Sometimes these human interest stories from the Star Ledger are too good not to be shared. I think both friends needed each other.
Illness turns old acquaintances into lifelong friends in West Orange
Reginald Sims and James Longo didn’t know each other in high school in the 1970’s. They became acquaintances as adults and then lifelong friends when James had a stroke. Reginald visited James in a nursing home, and for some reason, he’s kept coming back for the past two years. In that time, the two have grown close like brothers. James lives in a group home and Reginald is 15 minutes away. Reginald sees him twice a week at the group home. (Aristide Economopoulos/The Star-Ledger)
By Barry Carter/Star-Ledger
on June 21, 2013 at 7:00 AM, updated June 21, 2013 at 7:16 AM
West Orange – Lunch was at TGI Fridays in West Orange, their regular spot for outings away from the group home.
James Longo ordered the turkey burger, baked potato and a Diet Coke. Reginald Sims went for the sizzling garlic shrimp and a piña colada.
Sims does most of the talking. Answering is difficult for Longo, his speech a series of starts and stops that sometimes forces him to write down his thoughts.
But his words are a bit more fluid this day, two years removed from the stroke. He even surprises Sims with a query that brings us into the lives of two old acquaintances who have grown to become dear friends.
“Why did you keep coming to visit me?” he asked.
The question is a good one.
They never really knew each other back at Livingston High School, where they graduated a year apart in the early ’70s. And when they started talking after crossing paths at Newark Penn Station back in the ’80s on the ride home to Livingston, well, “it was like Archie Bunker meets cousin Maude,” Sims said. “Let’s just say we agreed to disagree.”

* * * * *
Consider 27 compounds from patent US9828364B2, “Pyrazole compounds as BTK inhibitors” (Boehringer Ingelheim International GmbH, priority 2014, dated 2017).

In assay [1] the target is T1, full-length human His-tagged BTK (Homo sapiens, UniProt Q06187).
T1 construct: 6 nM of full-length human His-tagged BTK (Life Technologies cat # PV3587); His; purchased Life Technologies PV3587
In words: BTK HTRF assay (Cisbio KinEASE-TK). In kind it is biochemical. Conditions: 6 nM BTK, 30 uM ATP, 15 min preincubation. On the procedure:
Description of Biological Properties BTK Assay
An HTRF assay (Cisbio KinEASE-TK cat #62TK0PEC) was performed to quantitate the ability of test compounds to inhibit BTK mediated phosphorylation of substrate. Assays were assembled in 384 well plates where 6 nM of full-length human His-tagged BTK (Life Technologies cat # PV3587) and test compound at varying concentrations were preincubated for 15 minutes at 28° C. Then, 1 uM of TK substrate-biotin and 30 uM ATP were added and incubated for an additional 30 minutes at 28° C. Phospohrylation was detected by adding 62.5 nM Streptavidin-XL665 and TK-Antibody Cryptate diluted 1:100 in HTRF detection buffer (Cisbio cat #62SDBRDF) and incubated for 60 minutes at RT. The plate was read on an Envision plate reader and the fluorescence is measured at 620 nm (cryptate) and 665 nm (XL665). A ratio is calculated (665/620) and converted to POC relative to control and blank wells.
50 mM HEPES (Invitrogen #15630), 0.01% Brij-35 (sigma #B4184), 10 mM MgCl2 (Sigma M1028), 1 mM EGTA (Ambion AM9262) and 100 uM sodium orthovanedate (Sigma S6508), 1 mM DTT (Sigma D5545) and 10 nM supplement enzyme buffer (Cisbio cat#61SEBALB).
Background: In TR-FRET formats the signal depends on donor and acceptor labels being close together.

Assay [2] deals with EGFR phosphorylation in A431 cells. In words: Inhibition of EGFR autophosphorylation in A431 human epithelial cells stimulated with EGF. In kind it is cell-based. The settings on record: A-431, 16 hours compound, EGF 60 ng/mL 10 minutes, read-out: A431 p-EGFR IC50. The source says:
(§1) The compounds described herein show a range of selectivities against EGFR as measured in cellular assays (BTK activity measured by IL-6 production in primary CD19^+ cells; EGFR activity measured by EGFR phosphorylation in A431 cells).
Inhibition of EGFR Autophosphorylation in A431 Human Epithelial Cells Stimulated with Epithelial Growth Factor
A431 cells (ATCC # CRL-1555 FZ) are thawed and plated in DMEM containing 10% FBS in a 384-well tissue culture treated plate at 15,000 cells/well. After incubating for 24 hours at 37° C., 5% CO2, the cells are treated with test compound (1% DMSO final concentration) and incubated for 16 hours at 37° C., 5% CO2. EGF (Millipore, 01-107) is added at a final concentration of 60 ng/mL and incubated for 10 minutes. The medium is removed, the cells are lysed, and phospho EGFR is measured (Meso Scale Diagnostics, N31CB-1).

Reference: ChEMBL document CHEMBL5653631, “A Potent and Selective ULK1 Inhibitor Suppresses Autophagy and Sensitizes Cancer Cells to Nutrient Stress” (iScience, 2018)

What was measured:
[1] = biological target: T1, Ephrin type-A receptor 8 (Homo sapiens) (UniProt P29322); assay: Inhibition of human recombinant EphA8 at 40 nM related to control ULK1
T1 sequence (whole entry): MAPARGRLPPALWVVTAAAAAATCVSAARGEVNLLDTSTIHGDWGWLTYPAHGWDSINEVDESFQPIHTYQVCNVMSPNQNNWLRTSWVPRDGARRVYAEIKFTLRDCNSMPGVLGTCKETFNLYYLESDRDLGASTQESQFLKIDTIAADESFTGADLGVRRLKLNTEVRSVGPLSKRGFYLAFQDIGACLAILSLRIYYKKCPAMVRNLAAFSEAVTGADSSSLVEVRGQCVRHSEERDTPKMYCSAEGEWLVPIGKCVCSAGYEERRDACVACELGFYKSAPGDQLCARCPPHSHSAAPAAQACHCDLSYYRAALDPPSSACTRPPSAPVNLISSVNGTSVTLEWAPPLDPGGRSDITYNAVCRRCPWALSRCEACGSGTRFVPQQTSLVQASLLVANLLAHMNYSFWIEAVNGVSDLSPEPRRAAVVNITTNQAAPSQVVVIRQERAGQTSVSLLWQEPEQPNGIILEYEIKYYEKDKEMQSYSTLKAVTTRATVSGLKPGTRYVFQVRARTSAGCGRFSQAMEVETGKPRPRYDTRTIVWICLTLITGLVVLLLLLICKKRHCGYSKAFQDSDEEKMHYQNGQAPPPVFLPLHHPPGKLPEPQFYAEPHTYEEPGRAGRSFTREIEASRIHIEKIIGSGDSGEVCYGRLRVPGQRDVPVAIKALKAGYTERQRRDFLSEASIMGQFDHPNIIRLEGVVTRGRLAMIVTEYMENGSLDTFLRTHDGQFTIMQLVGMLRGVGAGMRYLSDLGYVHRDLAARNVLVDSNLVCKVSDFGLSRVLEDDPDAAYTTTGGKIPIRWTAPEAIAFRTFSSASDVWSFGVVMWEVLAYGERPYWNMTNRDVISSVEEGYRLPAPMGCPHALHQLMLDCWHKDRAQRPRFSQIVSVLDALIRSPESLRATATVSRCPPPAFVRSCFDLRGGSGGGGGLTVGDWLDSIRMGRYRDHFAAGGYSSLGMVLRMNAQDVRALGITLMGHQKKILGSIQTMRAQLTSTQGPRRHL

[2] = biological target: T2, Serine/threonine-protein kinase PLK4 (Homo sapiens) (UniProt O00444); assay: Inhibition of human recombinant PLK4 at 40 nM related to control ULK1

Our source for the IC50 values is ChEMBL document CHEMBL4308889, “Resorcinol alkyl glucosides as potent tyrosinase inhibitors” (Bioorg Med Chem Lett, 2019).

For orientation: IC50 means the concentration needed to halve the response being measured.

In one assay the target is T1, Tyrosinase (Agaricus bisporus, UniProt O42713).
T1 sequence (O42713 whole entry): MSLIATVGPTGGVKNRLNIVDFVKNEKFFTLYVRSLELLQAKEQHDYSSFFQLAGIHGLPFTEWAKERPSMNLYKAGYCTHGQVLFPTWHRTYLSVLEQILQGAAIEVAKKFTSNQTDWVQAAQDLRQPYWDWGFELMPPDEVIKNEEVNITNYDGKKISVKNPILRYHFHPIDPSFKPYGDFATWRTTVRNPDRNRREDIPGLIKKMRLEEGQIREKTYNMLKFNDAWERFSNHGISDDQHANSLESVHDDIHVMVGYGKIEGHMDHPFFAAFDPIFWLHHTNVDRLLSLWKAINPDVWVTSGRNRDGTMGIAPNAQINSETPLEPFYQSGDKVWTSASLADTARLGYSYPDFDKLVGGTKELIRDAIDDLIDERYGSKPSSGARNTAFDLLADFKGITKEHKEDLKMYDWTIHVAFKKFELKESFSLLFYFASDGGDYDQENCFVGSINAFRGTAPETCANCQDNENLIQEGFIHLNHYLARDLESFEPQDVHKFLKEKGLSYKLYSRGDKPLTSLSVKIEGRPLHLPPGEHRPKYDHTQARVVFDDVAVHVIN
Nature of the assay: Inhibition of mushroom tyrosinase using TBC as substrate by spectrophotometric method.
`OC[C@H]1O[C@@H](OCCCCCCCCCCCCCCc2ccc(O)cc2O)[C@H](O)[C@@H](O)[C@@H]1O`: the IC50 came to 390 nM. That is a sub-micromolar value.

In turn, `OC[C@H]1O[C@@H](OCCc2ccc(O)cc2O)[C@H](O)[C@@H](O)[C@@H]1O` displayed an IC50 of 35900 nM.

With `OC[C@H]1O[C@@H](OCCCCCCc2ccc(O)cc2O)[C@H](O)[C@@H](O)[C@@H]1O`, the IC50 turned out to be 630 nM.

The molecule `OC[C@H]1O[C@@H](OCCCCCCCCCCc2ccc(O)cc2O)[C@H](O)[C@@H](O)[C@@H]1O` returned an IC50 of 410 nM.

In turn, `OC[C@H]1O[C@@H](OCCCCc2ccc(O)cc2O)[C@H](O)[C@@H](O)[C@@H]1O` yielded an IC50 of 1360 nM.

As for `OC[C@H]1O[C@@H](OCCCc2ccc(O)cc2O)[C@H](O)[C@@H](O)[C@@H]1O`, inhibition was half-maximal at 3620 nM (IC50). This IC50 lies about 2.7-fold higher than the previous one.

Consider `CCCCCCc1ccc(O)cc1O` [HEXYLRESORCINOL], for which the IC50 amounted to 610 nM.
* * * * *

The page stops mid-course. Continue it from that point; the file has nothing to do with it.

And that’s how it went for several years. Two guys from different worlds arguing and needling each other whenever they ran into each other.
Longo, who taught English as a second language, is a 59-year-old white, conservative Republican. Ronald Reagan is his guy and he reads Thomas Sowell and Walter Williams. He speaks Japanese, Russian and Spanish. He loves country music and singing Japanese pop songs at Karaoke lounges.
Reginald Sims, left, and James Longo didn’t know each other in high school in the 1970s. They are shown in their yearbook photos.
Sims, an assistant Essex County prosecutor, is a 60-year-old black, liberal Democrat cut from Hubert Humphrey and Lyndon Johnson politics. He admires the work of Rep. Frank Pallone and former labor secretary Robert Reich. He listens to Ella Fitzgerald.
Neither of them ever married.
It took Longo getting sick to draw them closer. It also made Sims realize, “I couldn’t turn my back on him. It just didn’t feel right.”
Perhaps it was the death of Sims’ own mother that drew him into Longo’s recovery. She was a stroke victim and he knew what Longo was up against. Maybe it was seeing Longo cry when he visited him at a West Orange nursing home after the two hadn’t seen each other for eight months.
Whatever it was, one visit a week became two. Then sometimes three if Sims took his pal out on weekends.
Longo gradually improved. He started walking better, he taught himself to write with his left hand. Some Spanish words and phrases such as “La proximo semana” — meaning next week — came back.
And Longo didn’t cry as much, an emotion common with some stroke victims. Now Longo has moved into a group home run by Universal Health Inc. in Livingston. Sims said he helped Longo get a bed there last year.
“I can always count on him,’’ Longo said.
David Bedward, who shared a room with Longo at the West Orange nursing home, doesn’t know how Sims does it.
Sims doesn’t drive, but he takes the bus after work to bring Longo snacks or notebooks so he can keep a journal. He’s around so much, you’d think he’s a staff member.
“James is alive to this day because of Mr. Sims,” Bedward said. “There’s a lot of good people in this world and he’s one of them. He’s a helluva man.”
It’s a good day for Longo at TGI Fridays. He’s in a good mood and he’s smiling as he finishes his lunch.
Sims wants his friend to get better. He’d like to see him get to a Yankees game, maybe join a support group. And one day, sing again at a Karaoke bar.
“Into each life a little rain must fall,” Sims said.
And it doesn’t hurt to have a friend like Sims. How many of us have them?